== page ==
Following their success, the SIS built several copies of the Purple machine and distributed them to the Army, the Navy, and certain British codebreaking groups. The British, who had been stymied in their attempts to break Purple, partially returned the favor by passing along a little information about German codes and ciphers.
In October 1940, after 18 months of intensive work on the Purple project, Friedman was made an Army Reserve lieutenant colonel, but less than 2 months later he collapsed from nervous exhaustion and was taken to the psychiatric ward of Walter Reed Hospital. Soon after he left the hospital in March 1941, he was honorably discharged from the Army for medical reasons. He continued to work in the SIS, as a civilian, for the duration of the Second World War.
On December 7, 1941, at 5 A.M., the SIS broke the last section of a 14-part ultimatum sent from Tokyo to the Japanese embassy in Washington. This last part contained a veiled declaration of war, saying that Japan was breaking off relations with the United States, and that the entire 14-part message was to be delivered to U.S. Secretary of State Cordell Hull at 1 P.M. that afternoon. The men who intercepted the message correctly assumed that the time of delivery would correspond to a Japanese military attack on the Allied Forces somewhere in the Pacific. But where, exactly, would the attack occur?
One P.M. Eastern Standard Time corresponds to dawn in Hawaii, but Washington’s efforts to notify Pearl Harbor in the quickest possible manner were frustrated by a series of blunders. President Roosevelt thought it more likely that the Japanese would attack the British in Malaysia than the United States Pacific fleet.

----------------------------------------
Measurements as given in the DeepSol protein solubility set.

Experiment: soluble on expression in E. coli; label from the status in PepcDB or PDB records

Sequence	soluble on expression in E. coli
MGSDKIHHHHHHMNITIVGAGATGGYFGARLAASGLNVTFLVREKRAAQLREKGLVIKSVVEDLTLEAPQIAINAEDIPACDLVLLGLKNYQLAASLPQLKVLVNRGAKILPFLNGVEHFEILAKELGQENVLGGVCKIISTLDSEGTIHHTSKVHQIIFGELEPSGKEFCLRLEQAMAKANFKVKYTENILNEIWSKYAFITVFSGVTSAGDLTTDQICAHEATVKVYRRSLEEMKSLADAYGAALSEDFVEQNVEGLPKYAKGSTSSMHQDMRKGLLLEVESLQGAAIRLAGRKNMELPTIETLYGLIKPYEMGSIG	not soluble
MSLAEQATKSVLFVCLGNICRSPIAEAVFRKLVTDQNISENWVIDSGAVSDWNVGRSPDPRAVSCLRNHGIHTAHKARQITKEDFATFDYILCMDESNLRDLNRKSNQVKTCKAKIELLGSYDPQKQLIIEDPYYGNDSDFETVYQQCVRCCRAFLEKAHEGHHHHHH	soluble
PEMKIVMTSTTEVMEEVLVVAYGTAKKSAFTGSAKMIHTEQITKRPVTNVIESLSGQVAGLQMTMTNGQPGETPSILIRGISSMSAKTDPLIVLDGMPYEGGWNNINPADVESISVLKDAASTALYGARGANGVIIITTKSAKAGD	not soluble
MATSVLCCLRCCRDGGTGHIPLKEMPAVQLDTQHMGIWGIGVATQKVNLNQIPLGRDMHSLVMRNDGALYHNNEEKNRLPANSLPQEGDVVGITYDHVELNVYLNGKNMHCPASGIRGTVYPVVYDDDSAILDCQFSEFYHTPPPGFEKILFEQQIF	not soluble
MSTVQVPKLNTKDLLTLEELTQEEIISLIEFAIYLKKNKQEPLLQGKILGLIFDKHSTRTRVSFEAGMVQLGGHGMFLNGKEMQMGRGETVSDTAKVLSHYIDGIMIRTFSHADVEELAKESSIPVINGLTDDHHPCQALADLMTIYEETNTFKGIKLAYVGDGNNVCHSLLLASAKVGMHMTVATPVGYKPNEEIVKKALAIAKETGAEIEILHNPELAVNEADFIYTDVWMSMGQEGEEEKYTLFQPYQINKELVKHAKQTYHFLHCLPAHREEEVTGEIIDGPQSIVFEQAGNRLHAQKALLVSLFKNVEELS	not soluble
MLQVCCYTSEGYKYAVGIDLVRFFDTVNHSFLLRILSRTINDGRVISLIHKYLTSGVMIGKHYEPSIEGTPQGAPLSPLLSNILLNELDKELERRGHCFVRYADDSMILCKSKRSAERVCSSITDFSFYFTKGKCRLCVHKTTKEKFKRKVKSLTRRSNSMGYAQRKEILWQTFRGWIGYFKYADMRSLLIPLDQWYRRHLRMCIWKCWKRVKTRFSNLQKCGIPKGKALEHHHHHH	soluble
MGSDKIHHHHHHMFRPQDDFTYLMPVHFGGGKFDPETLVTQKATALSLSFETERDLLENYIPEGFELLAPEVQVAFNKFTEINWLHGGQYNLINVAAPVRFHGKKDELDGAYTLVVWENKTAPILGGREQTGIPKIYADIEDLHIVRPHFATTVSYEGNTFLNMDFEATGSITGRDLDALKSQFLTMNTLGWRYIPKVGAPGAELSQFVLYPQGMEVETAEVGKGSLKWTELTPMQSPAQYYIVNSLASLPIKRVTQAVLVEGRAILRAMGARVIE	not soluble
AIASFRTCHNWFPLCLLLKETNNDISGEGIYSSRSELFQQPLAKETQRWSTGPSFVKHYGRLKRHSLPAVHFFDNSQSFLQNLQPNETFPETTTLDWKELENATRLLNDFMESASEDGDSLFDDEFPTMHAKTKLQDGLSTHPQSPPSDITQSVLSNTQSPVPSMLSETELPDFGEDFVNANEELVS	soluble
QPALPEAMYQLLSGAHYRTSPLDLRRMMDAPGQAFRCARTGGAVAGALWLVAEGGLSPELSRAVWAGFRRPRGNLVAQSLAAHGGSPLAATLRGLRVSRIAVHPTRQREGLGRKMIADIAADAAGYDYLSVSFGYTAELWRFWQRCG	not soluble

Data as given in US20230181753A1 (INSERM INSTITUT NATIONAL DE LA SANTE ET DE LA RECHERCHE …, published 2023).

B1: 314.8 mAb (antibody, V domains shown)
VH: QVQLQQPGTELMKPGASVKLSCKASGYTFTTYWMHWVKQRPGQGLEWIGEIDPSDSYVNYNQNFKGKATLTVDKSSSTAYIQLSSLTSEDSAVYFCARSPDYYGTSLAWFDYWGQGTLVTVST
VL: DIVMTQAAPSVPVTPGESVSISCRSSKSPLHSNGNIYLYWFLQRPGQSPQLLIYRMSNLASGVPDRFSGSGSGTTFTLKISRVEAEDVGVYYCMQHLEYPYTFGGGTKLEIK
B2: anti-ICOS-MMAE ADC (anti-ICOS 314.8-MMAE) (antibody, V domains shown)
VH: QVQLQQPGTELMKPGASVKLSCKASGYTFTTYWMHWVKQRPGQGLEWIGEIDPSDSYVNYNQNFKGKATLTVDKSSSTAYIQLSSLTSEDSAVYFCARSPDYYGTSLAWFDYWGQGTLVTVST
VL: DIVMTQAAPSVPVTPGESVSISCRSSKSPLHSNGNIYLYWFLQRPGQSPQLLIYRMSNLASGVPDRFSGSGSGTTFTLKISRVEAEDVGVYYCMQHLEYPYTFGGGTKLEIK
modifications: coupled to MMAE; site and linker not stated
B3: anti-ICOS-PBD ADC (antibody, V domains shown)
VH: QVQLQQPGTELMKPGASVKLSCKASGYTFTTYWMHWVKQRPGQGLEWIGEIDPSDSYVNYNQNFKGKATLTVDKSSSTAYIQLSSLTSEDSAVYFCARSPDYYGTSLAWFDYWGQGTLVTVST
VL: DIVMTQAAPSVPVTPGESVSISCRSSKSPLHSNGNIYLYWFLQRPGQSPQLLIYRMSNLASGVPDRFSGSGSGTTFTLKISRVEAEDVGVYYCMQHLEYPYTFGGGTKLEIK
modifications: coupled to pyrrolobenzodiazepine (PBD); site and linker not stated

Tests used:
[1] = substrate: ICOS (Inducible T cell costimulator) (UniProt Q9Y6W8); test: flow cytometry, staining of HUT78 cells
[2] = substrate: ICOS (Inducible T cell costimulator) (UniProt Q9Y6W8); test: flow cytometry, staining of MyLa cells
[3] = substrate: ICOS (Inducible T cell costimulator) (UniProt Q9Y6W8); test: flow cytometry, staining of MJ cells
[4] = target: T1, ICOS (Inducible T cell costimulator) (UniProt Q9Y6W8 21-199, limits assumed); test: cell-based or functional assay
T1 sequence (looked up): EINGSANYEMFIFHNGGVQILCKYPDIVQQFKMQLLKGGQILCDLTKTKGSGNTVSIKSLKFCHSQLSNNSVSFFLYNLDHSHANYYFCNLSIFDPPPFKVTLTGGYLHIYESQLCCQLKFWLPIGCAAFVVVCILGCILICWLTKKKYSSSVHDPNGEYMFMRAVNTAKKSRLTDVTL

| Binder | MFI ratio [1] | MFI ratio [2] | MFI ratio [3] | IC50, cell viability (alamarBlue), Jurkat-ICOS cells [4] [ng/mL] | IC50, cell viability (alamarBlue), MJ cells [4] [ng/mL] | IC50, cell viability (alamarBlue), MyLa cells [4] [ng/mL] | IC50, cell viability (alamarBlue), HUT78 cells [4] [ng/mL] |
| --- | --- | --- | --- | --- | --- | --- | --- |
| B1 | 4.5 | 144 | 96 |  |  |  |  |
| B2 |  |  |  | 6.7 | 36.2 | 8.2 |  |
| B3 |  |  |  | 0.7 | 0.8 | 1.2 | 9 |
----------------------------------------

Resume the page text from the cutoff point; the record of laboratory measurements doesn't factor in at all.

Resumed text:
Moreover, American military officials feared that a direct radiotelephone call to Hawaii could alert the Japanese, who would be listening in, to the fact that the Purple code had been broken. Therefore, the news of an impending attack was sent by telegraph. Army Chief of Staff General George C. Marshall and other officials believed it would go through military channels; however, due to a mistake by communication personnel, the message was passed on to San Francisco by commercial telegraph, relayed from there to Hawaii, and finally delivered by motorcycle messenger to an American commander hours after the Japanese strike force had arrived.
Even though the breaking of the Purple code failed to avert the Pearl Harbor disaster, later interceptions of Japanese messages aided the Allies enormously. They were invaluable, through the reading of messages of Japanese diplomats in Berlin, in revealing many of Hitler’s plans.
As General Marshall once wrote, “The conduct of General Eisenhower’s campaign and of all operations in the Pacific are closely related in conception and timing to the information we secretly obtain through these intercepted codes. They contribute greatly to the saving in American lives, both in the conduct of current operations and in looking towards the early termination of the war.”